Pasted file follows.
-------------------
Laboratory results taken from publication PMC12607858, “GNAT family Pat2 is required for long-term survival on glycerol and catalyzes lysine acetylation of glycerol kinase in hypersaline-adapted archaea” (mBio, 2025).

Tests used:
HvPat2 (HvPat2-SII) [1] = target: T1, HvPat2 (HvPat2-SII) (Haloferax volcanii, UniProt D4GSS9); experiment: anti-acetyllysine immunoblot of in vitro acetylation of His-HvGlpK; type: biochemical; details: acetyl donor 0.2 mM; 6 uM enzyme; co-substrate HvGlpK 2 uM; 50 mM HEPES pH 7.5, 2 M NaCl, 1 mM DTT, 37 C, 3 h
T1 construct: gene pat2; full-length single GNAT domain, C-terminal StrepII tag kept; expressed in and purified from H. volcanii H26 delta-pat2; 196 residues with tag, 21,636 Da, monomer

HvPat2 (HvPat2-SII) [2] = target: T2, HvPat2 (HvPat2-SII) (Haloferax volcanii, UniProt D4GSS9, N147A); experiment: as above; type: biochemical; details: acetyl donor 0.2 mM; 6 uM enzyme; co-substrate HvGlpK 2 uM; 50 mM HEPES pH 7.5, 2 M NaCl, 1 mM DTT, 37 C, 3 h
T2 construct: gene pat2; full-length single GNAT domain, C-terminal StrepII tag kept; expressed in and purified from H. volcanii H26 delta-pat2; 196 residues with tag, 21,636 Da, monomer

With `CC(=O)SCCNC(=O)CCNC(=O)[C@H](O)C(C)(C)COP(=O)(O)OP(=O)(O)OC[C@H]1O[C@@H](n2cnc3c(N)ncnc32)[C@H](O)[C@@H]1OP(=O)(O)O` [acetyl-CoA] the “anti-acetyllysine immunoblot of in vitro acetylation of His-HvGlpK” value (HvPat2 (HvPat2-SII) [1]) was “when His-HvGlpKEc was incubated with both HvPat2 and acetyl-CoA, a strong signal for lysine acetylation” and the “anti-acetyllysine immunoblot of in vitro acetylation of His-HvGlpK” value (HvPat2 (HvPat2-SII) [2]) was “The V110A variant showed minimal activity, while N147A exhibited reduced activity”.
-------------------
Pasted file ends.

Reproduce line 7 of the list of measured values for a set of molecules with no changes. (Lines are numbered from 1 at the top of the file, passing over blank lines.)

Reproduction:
With `CC(=O)SCCNC(=O)CCNC(=O)[C@H](O)C(C)(C)COP(=O)(O)OP(=O)(O)OC[C@H]1O[C@@H](n2cnc3c(N)ncnc32)[C@H](O)[C@@H]1OP(=O)(O)O` [acetyl-CoA] the “anti-acetyllysine immunoblot of in vitro acetylation of His-HvGlpK” value (HvPat2 (HvPat2-SII) [1]) was “when His-HvGlpKEc was incubated with both HvPat2 and acetyl-CoA, a strong signal for lysine acetylation” and the “anti-acetyllysine immunoblot of in vitro acetylation of His-HvGlpK” value (HvPat2 (HvPat2-SII) [2]) was “The V110A variant showed minimal activity, while N147A exhibited reduced activity”.